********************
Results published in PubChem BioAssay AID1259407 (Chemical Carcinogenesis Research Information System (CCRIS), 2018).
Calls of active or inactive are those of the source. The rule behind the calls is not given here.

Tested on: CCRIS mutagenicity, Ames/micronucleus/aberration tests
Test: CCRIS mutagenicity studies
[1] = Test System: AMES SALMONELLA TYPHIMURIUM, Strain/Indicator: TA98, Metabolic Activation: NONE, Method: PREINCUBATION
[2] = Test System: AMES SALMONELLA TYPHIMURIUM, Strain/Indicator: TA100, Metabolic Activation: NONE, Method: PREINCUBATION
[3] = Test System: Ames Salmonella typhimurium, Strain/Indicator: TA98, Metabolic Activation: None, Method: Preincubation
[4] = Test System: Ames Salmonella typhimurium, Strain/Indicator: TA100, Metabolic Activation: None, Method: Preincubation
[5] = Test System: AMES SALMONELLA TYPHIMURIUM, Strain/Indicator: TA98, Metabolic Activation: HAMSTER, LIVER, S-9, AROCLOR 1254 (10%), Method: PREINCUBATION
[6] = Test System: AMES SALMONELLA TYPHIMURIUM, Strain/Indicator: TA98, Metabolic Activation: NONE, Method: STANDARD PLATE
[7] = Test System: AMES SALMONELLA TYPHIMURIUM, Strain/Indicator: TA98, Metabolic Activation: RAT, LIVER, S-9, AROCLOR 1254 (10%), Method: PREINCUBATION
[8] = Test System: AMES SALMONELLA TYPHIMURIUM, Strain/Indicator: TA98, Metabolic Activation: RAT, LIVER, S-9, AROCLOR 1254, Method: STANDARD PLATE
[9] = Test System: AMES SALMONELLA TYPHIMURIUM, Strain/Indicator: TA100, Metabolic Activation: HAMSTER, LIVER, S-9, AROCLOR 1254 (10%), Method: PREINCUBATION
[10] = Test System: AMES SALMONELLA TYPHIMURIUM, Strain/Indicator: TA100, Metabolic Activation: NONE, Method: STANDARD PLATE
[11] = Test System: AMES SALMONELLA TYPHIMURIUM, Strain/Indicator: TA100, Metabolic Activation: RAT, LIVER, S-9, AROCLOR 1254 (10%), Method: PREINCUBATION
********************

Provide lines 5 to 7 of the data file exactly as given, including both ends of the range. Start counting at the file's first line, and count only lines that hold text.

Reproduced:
[1] = Test System: AMES SALMONELLA TYPHIMURIUM, Strain/Indicator: TA98, Metabolic Activation: NONE, Method: PREINCUBATION
[2] = Test System: AMES SALMONELLA TYPHIMURIUM, Strain/Indicator: TA100, Metabolic Activation: NONE, Method: PREINCUBATION
[3] = Test System: Ames Salmonella typhimurium, Strain/Indicator: TA98, Metabolic Activation: None, Method: Preincubation